First, we simply didn’t yet know many people in the theatre community. We were all we had, and consequently had to wear many hats. Second, when you have yet to work with many other people on an artistic vision, it often feels as though the influence of others is a corrupting one; it takes time to recognize that others can respond to your vision, and can even enhance it. Third, at that stage, it was never clear how many opportunities would become available, so it made sense to take this chance to perform, direct, promote, and do absolutely everything for the show.

A quiet audience
What we failed to anticipate with this second production was that we were performing a considerably more opaque play for an audience predominately made up of friends and family, i.e., not really theatre people. Performing bombastic, profanity-laced monologues from Glengarry was easy, and a real crowd pleaser. At the end of the show, if you got charged up during your big scene, you knew it was good, and the audience clapped loudly.

Godot, on the other hand, can leave people a little pensive. The tepid applause we received opening night, from an audience all of whose names I knew, made me think we had failed somehow.

We went backstage and I said something like, “They sure didn’t love it.” I’ll never forget Simon’s response. He said: “Well, they probably didn’t understand it, so they’ll think that it’s art.” Looking back, I now think it was our best show.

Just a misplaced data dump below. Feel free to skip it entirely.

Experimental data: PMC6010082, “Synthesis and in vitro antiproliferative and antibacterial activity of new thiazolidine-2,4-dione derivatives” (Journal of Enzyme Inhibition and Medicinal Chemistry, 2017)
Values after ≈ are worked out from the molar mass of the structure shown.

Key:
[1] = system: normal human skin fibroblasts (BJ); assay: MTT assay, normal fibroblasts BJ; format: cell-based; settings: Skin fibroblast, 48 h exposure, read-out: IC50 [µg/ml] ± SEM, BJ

Cast and crew of Waiting for Godot from L to R
Amy Withers as The Boy, James Spiers as Pozzo, Nick Drake the Stage Manager,
Simon Rice as Vladimir, Greg Kirk as Estragon, Sarah Wood as Lucky.

Our production played a little with gender. The role of Lucky, Pozzo’s (mostly) mute slave, is written into the text as a man. We thought it would add a provocative dimension to that relationship if it were a woman. This may or may not have been a little shallow, thematically, however, it produced an excellent performance from Wood, who went on to direct for Praxis Theatre.

We performed Godot at the Annex Theatre. The above photo was taken during rehearsal for a scene in which Vladimir and Estragon first encounter the bizarrely aristocratic Pozzo and his tethered partner, Lucky. During the actual performance, the stage was covered in leaves and a few hidden rocks. One night, when I jumped to the ground to eat Pozzo’s chicken bones, I unhappily discovered one of those rocks as it punctured the skin of my knee. I’m sure I yelped inexplicably, but it did provide a natural blood stain that was in continuity with the beginning of the second act, in which Estragon enters having been beaten the night before.